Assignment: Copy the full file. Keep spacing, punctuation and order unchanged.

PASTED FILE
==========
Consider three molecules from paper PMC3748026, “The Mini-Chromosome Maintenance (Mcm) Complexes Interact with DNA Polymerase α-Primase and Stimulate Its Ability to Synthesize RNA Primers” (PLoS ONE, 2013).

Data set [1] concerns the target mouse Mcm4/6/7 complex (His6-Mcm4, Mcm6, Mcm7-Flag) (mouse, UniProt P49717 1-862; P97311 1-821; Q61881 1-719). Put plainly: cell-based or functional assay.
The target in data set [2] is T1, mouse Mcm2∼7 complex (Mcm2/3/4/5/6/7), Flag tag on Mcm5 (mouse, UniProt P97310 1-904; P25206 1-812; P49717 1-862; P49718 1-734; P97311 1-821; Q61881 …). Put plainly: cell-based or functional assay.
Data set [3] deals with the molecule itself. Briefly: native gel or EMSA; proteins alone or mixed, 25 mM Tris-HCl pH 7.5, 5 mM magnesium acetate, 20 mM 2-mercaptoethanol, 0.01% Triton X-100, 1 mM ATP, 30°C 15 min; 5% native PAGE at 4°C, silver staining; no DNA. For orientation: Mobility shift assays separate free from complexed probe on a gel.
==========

Consider three molecules from paper PMC3748026, “The Mini-Chromosome Maintenance (Mcm) Complexes Interact with DNA Polymerase α-Primase and Stimulate Its Ability to Synthesize RNA Primers” (PLoS ONE, 2013).

Data set [1] concerns the target mouse Mcm4/6/7 complex (His6-Mcm4, Mcm6, Mcm7-Flag) (mouse, UniProt P49717 1-862; P97311 1-821; Q61881 1-719). Put plainly: cell-based or functional assay.
The target in data set [2] is T1, mouse Mcm2∼7 complex (Mcm2/3/4/5/6/7), Flag tag on Mcm5 (mouse, UniProt P97310 1-904; P25206 1-812; P49717 1-862; P49718 1-734; P97311 1-821; Q61881 …). Put plainly: cell-based or functional assay.
Data set [3] deals with the molecule itself. Briefly: native gel or EMSA; proteins alone or mixed, 25 mM Tris-HCl pH 7.5, 5 mM magnesium acetate, 20 mM 2-mercaptoethanol, 0.01% Triton X-100, 1 mM ATP, 30°C 15 min; 5% native PAGE at 4°C, silver staining; no DNA. For orientation: Mobility shift assays separate free from complexed probe on a gel.